Patrick Carfizzi, Lucy Schaufer, Brandon Cedel, and Ying Fang in Le Nozze di Figaro at Opera Philadelphia. (Photo by Kelly & Massa)
Some days, I think the Act II finale of Le Nozze di Figaro is not only the greatest 20 minutes of music ever written, but also the greatest theater. I’m hardly a lone voice here—if there’s universal agreement about anything operatic, it could be that Mozart’s setting of Beaumarchais’ play is as close to perfect as art gets. And at 231 years old, it’s fresher, sassier, and more dazzling than ever.
What’s more controversial is how to do it. Is the emphasis comedic, or sentimental?… or, for that matter, politically pointed and angry? Should Figaro productions retain its 18th Century setting, or update it? And we haven’t even touched on questions of musical style (Fast or Slow? To ornament, or not to ornament?). So, you see, there isn’t only one Figaro—there are many, and it’s reborn in each performance. Read more »
The 2017 National Tour of Roundabout Theatre’s Cabaret. (Photo by Joan Marcus)
Kander and Ebb’s musical Cabaret is now 50 years old. It’s never been out of the spotlight, but at times of political uncertainty, the show takes on special resonance. We’re deep in one of those times now—though in fact, the presidential election has nothing to do with this tour, which derives from a 2014 Broadway revival that was itself a revival of a landmark production by co-directors Sam Mendes and Rob Marshall.
Part of Cabaret’s staying power is its theatrical permutability, a rare quality in a musical. Each new Hello, Dolly! looks pretty much like the last one—but every generation reinvents Cabaret along strikingly new lines. Harold Prince’s original defined the show as radical in 1966; six years later, Bob Fosse rebuilt it for his hit movie adaptation. Read more »
Laura Michelle Kelly and Jose Llana in The King and I at the Academy of Music.
Bartlett Sher, one of America’s busiest and most accomplished directors, has worked in every medium from straight plays to opera—but he’s won particular acclaim for two classic Rodgers and Hammerstein musicals that he revived at Lincoln Center. Before The King and I (now onstage at the Academy of Music) came Sher’s revelatory South Pacific. What was notable from the start was Sher’s approach—first and foremost, to fundamentally trust the material. He and his designers gave the show a beautiful frame; he also focused on the acting values inherent in both Hammerstein’s book and Rodgers music. Otherwise, Sher allowed the piece speak for itself, even when it creaked a little with age. Read more »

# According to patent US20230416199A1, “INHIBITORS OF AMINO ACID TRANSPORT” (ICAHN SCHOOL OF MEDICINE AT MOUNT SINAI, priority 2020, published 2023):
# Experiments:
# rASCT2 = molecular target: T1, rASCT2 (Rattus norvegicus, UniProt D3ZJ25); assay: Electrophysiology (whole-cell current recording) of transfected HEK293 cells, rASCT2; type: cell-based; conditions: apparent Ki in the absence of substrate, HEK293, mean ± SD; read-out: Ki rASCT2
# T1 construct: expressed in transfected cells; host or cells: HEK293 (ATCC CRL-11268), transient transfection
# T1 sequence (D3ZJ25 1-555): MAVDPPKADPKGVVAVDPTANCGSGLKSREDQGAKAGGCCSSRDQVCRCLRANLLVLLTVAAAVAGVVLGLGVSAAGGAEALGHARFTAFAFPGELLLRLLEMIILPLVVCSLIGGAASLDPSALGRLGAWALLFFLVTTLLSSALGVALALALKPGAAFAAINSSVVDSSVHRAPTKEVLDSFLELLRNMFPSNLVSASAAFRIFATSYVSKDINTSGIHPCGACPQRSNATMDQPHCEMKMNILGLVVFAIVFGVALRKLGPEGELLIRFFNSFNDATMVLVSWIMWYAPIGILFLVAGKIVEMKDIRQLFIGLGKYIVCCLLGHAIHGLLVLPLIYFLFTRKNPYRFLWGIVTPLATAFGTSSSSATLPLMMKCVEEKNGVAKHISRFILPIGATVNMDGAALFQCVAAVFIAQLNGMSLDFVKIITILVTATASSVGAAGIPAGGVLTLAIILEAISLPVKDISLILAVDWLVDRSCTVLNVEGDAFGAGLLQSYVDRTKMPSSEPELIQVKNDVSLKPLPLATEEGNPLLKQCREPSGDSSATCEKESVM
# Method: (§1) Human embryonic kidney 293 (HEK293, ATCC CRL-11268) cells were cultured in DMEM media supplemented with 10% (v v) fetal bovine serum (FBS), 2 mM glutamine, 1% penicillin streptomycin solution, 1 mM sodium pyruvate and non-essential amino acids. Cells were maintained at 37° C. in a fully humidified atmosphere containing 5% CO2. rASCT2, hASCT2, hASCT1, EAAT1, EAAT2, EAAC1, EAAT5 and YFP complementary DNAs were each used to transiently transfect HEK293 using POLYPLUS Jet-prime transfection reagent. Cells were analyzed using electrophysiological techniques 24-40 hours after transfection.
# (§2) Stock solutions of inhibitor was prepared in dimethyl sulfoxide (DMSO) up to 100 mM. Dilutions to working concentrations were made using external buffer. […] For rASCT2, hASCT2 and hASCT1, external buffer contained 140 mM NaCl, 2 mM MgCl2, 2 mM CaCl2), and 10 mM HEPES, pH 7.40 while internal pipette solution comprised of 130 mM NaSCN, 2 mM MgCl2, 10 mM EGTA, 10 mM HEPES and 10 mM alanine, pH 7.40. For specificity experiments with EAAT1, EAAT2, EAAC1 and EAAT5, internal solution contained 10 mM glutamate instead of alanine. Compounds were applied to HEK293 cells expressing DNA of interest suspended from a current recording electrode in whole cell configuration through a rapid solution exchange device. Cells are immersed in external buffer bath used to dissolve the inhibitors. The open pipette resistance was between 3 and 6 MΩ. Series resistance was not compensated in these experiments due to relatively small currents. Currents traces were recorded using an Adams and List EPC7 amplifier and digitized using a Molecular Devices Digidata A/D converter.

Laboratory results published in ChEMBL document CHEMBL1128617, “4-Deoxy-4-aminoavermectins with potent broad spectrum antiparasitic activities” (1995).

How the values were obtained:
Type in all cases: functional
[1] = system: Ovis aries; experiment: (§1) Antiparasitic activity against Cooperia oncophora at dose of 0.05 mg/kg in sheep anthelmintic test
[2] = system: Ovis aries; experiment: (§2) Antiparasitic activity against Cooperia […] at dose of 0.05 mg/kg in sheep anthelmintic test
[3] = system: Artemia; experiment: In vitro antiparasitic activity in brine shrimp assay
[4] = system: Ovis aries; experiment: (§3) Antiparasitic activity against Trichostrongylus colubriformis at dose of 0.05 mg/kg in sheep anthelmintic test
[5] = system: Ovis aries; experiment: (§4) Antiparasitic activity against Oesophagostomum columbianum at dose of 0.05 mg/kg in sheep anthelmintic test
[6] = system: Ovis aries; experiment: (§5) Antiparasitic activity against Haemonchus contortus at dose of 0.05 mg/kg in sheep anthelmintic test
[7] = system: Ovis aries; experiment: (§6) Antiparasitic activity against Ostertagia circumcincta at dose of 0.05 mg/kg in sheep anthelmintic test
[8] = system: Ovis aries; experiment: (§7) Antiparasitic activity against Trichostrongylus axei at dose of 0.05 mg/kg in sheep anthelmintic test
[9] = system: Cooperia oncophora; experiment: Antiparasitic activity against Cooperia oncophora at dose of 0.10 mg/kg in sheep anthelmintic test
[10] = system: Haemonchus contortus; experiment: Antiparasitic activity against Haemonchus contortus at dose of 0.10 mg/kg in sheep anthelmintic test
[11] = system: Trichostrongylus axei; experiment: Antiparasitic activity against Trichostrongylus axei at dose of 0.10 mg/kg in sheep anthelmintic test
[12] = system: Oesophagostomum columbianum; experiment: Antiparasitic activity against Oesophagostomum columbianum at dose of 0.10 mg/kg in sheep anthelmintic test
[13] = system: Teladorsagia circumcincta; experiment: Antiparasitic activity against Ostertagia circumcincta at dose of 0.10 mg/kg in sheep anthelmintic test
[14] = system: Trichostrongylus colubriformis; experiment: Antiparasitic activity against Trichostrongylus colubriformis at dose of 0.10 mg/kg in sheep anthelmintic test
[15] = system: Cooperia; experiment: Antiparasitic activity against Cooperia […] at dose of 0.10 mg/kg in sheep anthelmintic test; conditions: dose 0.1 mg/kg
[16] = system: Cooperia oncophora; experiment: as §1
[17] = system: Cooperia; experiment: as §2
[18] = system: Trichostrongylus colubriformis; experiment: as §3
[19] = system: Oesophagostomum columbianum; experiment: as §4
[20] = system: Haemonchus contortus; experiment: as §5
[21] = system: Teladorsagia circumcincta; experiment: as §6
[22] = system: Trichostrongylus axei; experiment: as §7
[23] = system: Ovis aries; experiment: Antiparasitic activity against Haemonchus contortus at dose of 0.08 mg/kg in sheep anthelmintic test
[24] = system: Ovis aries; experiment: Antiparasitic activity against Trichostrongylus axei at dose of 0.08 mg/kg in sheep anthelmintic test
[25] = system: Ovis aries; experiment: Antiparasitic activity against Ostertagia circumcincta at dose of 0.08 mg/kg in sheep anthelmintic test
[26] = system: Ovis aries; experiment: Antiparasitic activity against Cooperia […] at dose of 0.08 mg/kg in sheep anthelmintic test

Deborah Cox and Company in The Bodyguard at the Academy of Music.
Posted at the Academy of Music: Guest Alert! Strobe lighting, loud gun effects and lasers will be used during the performance. But hey, wait—they forgot the holograms, bad ‘90s hair, and big gay stereotypes!
And that’s just the beginning. Read more »
Stephanie Blythe in Tancredi at Opera Philadelphia. (Photo by Kelly & Massa)
There’s a lot to be said for the old-fashioned pleasures.
Opera Philadelphia’s Tancredi was a throwback on several levels—starting with the work itself, one of Rossini’s first major successes. Tancredi’s plot (a political power struggle/star-crossed romance, set in the Byzantine Empire) and its rather sequential, stately dramatic structure are representative of early 18th Century style. Storytelling in opera would grow more nuanced and fluid over the next hundred years, but Rossini knew the power of virtuoso music—arias, duets, ensembles—to thrill an audience. A similar sense excitement was very much present here at the Academy of Music. Read more »
Jackie Burns and the cast of If/Then, now at the Academy of Music.
Here’s How It Starts: In Tom Kitt and Brian Yorkey’s If/Then, now playing at the Academy of Music, the heroine — Elizabeth, recently divorced and at a personal crossroads — imagines her life on two different paths. In one, she’s Beth, a city planner rising in the ranks. In the other, she’s Liz (Liz-beth – get it?), who puts her career on hold in pursuit of romance with Josh, a doctor currently serving in the army.
If only even one of these roads led to a better show. Read more »
Kerstin Anderson (Maria) and the children in The Sound of Music at the Academy of Music.
It might surprise The Sound of Music‘s legions of adoring young fans to learn that the show originally got mixed reviews. Oh, it was a commercial hit — and it took home a number of Tonys, including one for Mary Martin, the beloved Rodgers and Hammerstein muse who created Maria. But several prominent critics sniffed at the show’s sentimentality. “Hackneyed,” wrote Brooks Atkinson, while Walter Kerr deplored that the creative team “was moved to abandon snowflakes and substitute cornflakes.”